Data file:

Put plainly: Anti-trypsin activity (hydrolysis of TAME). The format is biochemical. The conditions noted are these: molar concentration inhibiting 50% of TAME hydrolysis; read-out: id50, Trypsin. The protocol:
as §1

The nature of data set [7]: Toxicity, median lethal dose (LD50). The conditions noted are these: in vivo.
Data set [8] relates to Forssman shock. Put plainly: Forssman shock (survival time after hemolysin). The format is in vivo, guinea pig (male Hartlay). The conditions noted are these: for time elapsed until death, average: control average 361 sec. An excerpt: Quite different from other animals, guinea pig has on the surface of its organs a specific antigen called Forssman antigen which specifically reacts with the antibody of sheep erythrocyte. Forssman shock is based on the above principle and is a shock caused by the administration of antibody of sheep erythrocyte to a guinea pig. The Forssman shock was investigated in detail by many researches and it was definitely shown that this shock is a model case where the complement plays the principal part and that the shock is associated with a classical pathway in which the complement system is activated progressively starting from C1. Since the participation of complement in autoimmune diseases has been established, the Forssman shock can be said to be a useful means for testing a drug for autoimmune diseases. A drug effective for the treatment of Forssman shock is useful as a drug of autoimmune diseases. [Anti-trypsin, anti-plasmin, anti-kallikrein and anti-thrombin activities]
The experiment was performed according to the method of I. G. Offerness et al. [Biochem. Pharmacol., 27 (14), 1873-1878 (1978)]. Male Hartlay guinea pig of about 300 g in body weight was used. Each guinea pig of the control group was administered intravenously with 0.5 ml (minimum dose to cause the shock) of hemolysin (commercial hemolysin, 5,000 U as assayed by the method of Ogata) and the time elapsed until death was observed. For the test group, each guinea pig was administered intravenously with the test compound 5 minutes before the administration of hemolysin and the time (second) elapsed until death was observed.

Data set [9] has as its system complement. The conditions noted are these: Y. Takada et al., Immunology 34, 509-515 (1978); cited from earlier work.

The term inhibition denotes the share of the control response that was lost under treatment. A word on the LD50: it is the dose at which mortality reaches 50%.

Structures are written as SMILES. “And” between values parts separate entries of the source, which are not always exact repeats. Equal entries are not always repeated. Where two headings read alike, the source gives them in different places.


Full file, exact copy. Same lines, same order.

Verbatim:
Put plainly: Anti-trypsin activity (hydrolysis of TAME). The format is biochemical. The conditions noted are these: molar concentration inhibiting 50% of TAME hydrolysis; read-out: id50, Trypsin. The protocol:
as §1

The nature of data set [7]: Toxicity, median lethal dose (LD50). The conditions noted are these: in vivo.
Data set [8] relates to Forssman shock. Put plainly: Forssman shock (survival time after hemolysin). The format is in vivo, guinea pig (male Hartlay). The conditions noted are these: for time elapsed until death, average: control average 361 sec. An excerpt: Quite different from other animals, guinea pig has on the surface of its organs a specific antigen called Forssman antigen which specifically reacts with the antibody of sheep erythrocyte. Forssman shock is based on the above principle and is a shock caused by the administration of antibody of sheep erythrocyte to a guinea pig. The Forssman shock was investigated in detail by many researches and it was definitely shown that this shock is a model case where the complement plays the principal part and that the shock is associated with a classical pathway in which the complement system is activated progressively starting from C1. Since the participation of complement in autoimmune diseases has been established, the Forssman shock can be said to be a useful means for testing a drug for autoimmune diseases. A drug effective for the treatment of Forssman shock is useful as a drug of autoimmune diseases. [Anti-trypsin, anti-plasmin, anti-kallikrein and anti-thrombin activities]
The experiment was performed according to the method of I. G. Offerness et al. [Biochem. Pharmacol., 27 (14), 1873-1878 (1978)]. Male Hartlay guinea pig of about 300 g in body weight was used. Each guinea pig of the control group was administered intravenously with 0.5 ml (minimum dose to cause the shock) of hemolysin (commercial hemolysin, 5,000 U as assayed by the method of Ogata) and the time elapsed until death was observed. For the test group, each guinea pig was administered intravenously with the test compound 5 minutes before the administration of hemolysin and the time (second) elapsed until death was observed.

Data set [9] has as its system complement. The conditions noted are these: Y. Takada et al., Immunology 34, 509-515 (1978); cited from earlier work.

The term inhibition denotes the share of the control response that was lost under treatment. A word on the LD50: it is the dose at which mortality reaches 50%.

Structures are written as SMILES. “And” between values parts separate entries of the source, which are not always exact repeats. Equal entries are not always repeated. Where two headings read alike, the source gives them in different places.